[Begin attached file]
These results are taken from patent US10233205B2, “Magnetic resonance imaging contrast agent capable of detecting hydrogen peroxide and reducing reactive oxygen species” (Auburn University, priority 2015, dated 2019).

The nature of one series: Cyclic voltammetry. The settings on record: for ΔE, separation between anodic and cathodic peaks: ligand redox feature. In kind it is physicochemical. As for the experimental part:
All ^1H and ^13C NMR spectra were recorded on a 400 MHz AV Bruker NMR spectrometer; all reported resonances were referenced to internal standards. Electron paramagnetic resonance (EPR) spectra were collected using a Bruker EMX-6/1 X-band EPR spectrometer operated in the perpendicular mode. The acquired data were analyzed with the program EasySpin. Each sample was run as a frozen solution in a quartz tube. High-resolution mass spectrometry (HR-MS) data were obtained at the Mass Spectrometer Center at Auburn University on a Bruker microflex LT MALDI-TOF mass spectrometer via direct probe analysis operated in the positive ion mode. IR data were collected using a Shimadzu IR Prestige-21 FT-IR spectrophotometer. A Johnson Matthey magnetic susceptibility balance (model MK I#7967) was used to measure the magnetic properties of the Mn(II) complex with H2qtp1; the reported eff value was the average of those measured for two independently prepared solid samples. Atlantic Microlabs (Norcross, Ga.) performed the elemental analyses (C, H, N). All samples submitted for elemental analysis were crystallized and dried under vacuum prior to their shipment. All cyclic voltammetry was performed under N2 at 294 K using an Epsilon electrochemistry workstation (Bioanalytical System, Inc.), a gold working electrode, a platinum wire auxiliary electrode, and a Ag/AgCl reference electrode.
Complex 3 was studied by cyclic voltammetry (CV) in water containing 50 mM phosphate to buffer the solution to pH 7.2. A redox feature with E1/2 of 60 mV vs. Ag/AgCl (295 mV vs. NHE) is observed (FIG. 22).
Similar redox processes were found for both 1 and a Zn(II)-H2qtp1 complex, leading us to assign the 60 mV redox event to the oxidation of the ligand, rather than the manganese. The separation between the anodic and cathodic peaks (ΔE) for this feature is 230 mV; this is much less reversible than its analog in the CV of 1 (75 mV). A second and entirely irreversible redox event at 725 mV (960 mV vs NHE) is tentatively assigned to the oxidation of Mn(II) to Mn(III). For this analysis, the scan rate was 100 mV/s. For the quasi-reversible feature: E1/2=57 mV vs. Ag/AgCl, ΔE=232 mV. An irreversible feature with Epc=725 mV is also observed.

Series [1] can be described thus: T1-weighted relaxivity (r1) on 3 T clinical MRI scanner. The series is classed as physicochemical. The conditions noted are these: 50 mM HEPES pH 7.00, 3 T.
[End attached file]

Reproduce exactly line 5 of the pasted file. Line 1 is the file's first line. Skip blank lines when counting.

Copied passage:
Similar redox processes were found for both 1 and a Zn(II)-H2qtp1 complex, leading us to assign the 60 mV redox event to the oxidation of the ligand, rather than the manganese. The separation between the anodic and cathodic peaks (ΔE) for this feature is 230 mV; this is much less reversible than its analog in the CV of 1 (75 mV). A second and entirely irreversible redox event at 725 mV (960 mV vs NHE) is tentatively assigned to the oxidation of Mn(II) to Mn(III). For this analysis, the scan rate was 100 mV/s. For the quasi-reversible feature: E1/2=57 mV vs. Ag/AgCl, ΔE=232 mV. An irreversible feature with Epc=725 mV is also observed.